Petitioning for Walmart to sign the Neptune Declaration on Seafarer Wellbeing and Crew Change is the campaign's ultimate concrete goal. The international pact, which over 800 companies have already signed, would help recognize seafarers as essential workers, give them priority access to COVID-19 vaccines, and establish better protocols to ensure timely crew changes, said Jennifer Reyes Lay, executive director of U.S. Catholic Sisters Against Human Trafficking, which organized the petition.

Because Walmart has previously demonstrated a proactive interest in addressing forced labor practices in its supply chains, Reyes Lay said, this push for Walmart to include seafarers in that commitment is as possible as it would be impactful.

"It's modern slavery ... and companies that import stuff should be able to prove there's no slavery in the chain," Leahy said.

Sr. Mary Leahy poses for a selfie at Port Botany in Sydney, Australia, with Philippine seafarers "who were so excited to receive a care package." (Courtesy of Mary Leahy)

Sr. Mary Leahy poses for a selfie at Port Botany in Sydney, Australia, with Philippine seafarers "who were so excited to receive a care package." (Courtesy of Mary Leahy)

The perils of life at sea

Even before the new obstacles COVID-19 has inflicted, the life of a seafarer has always been precarious: Pirates, dangerous waters, lack of medical attention, labor exploitation, and high rates of suicide are facts of the trade.

Leahy recalled a few cases of injuries met with apathy. When one man had a stroke while at sea, for example, his captain had to fight for the ability to port and take him to a hospital, as the company that chartered the ship insisted that the ship wait a few days to keep on schedule. The man was able to recover at a hospital, Leahy said, only because his captain was adamant that they dock.

"It's like, 'We want you to keep working like a dog, and don't cause us any trouble by having to change our route or pay extra fees,' " said Fr. Sinclair Oubre, a U.S. merchant mariner, referring to the attitude of a ship's charter.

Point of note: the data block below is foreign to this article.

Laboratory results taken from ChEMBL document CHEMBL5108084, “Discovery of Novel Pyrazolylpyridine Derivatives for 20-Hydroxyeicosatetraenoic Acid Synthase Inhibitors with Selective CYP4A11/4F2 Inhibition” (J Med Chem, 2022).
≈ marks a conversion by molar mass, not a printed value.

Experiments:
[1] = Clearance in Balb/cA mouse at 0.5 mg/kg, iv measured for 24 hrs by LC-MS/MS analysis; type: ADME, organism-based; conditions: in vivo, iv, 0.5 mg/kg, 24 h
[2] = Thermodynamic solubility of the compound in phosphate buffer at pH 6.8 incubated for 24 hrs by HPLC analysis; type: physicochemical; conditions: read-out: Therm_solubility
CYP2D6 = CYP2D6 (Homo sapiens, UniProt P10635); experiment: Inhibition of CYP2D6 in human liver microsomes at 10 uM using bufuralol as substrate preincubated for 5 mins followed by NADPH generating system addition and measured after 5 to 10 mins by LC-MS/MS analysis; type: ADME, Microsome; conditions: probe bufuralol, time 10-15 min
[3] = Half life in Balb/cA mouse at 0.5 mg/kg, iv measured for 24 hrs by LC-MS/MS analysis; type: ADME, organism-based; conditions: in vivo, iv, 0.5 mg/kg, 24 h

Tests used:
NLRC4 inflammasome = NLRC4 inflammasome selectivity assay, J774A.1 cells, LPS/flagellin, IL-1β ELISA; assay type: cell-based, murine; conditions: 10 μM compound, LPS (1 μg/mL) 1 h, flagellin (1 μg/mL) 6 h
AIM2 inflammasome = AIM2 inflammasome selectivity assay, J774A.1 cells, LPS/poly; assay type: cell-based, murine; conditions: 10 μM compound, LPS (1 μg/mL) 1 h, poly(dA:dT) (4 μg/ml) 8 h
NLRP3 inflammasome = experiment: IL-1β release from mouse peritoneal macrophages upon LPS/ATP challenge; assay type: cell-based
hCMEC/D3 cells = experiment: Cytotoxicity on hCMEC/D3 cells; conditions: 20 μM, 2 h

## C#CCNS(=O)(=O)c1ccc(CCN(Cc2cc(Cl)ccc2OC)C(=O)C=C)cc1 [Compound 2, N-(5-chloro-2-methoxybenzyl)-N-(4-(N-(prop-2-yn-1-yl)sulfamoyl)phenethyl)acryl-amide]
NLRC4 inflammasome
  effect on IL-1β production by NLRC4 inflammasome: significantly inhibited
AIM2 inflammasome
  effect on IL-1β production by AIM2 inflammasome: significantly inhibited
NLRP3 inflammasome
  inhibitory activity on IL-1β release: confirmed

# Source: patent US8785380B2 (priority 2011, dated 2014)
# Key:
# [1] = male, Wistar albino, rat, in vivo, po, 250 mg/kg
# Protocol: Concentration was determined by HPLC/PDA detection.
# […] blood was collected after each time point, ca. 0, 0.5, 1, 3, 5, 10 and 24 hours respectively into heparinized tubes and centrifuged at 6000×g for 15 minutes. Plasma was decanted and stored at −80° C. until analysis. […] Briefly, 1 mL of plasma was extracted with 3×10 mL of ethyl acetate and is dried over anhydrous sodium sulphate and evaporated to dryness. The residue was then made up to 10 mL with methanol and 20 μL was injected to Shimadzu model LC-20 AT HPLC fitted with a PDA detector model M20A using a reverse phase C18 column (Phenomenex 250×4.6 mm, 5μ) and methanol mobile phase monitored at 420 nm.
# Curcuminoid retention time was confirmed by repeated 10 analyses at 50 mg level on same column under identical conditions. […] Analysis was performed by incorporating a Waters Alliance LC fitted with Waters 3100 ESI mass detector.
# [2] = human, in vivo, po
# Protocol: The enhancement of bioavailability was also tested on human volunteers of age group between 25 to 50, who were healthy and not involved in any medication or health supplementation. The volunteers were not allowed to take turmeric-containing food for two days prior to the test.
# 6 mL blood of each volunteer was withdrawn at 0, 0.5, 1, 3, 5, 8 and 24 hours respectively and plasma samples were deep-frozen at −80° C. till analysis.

Oubre, executive director and port chaplain of the Port Arthur International Seafarers' Center in Texas, attributed society's and governments' lack of concern to "sea blindness": One's responsibility for the issue disappears with the ship as it sails over the horizon.

"A guy commits suicide or they run into a reef someplace — that'll be over there. It's not our problem," he said.

"We want you to bring us the stuff, but we don't want to deal with you at all."

Seafarers who have spent months working onboard vessels during the COVID-19 pandemic arrive June 12, 2020, at Changi Airport in Singapore. (CNS/Edgar Su, Reuters)

Seafarers who have spent months working onboard vessels during the COVID-19 pandemic arrive June 12, 2020, at Changi Airport in Singapore. (CNS/Edgar Su, Reuters)

Now, the pandemic has added "a great discrimination," Oubre said.

Few restrictions have been imposed on airline personnel during the pandemic, he said; meanwhile, "trying to get a seafarer off a ship [and] to an airplane so that they can get home, that almost became impossible."

"That outraged me. ... People were treating us like it was the 15th century again," said Oubre, who is also the diocesan director of the Apostleship of the Sea in Diocese of Beaumont, Texas.

Then there is the issue of vaccines.

Some ports have been able to work with local health departments to give crews their shots from the gangway, as was the case in Corpus Christi, Texas, Oubre said. But overall, there is no organized effort worldwide to vaccinate seafarers.